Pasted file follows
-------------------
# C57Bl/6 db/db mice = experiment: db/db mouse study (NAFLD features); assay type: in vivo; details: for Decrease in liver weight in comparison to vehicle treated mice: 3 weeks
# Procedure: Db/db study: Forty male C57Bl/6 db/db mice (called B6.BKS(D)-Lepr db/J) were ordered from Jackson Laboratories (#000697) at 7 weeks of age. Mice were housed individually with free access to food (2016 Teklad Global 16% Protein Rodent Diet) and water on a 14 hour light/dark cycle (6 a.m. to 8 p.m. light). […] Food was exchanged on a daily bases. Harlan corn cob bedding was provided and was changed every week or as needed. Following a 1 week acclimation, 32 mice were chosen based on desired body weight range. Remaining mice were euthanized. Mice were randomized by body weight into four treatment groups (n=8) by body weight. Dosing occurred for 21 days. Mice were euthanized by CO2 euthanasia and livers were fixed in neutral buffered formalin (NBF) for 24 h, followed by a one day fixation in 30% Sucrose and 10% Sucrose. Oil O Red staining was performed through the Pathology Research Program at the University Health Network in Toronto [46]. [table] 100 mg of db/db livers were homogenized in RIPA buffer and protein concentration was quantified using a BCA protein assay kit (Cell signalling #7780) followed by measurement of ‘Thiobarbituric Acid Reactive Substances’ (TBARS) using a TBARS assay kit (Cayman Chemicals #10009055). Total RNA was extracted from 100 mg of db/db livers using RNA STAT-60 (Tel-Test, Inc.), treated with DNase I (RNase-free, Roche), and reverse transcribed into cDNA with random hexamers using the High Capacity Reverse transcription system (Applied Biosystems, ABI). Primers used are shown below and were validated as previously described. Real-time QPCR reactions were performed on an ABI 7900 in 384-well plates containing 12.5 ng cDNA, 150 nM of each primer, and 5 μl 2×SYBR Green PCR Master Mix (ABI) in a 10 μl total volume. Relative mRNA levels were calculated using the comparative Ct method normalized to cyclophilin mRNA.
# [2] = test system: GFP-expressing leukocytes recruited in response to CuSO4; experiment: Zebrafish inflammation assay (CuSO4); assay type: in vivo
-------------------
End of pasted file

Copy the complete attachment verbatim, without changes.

# C57Bl/6 db/db mice = experiment: db/db mouse study (NAFLD features); assay type: in vivo; details: for Decrease in liver weight in comparison to vehicle treated mice: 3 weeks
# Procedure: Db/db study: Forty male C57Bl/6 db/db mice (called B6.BKS(D)-Lepr db/J) were ordered from Jackson Laboratories (#000697) at 7 weeks of age. Mice were housed individually with free access to food (2016 Teklad Global 16% Protein Rodent Diet) and water on a 14 hour light/dark cycle (6 a.m. to 8 p.m. light). […] Food was exchanged on a daily bases. Harlan corn cob bedding was provided and was changed every week or as needed. Following a 1 week acclimation, 32 mice were chosen based on desired body weight range. Remaining mice were euthanized. Mice were randomized by body weight into four treatment groups (n=8) by body weight. Dosing occurred for 21 days. Mice were euthanized by CO2 euthanasia and livers were fixed in neutral buffered formalin (NBF) for 24 h, followed by a one day fixation in 30% Sucrose and 10% Sucrose. Oil O Red staining was performed through the Pathology Research Program at the University Health Network in Toronto [46]. [table] 100 mg of db/db livers were homogenized in RIPA buffer and protein concentration was quantified using a BCA protein assay kit (Cell signalling #7780) followed by measurement of ‘Thiobarbituric Acid Reactive Substances’ (TBARS) using a TBARS assay kit (Cayman Chemicals #10009055). Total RNA was extracted from 100 mg of db/db livers using RNA STAT-60 (Tel-Test, Inc.), treated with DNase I (RNase-free, Roche), and reverse transcribed into cDNA with random hexamers using the High Capacity Reverse transcription system (Applied Biosystems, ABI). Primers used are shown below and were validated as previously described. Real-time QPCR reactions were performed on an ABI 7900 in 384-well plates containing 12.5 ng cDNA, 150 nM of each primer, and 5 μl 2×SYBR Green PCR Master Mix (ABI) in a 10 μl total volume. Relative mRNA levels were calculated using the comparative Ct method normalized to cyclophilin mRNA.
# [2] = test system: GFP-expressing leukocytes recruited in response to CuSO4; experiment: Zebrafish inflammation assay (CuSO4); assay type: in vivo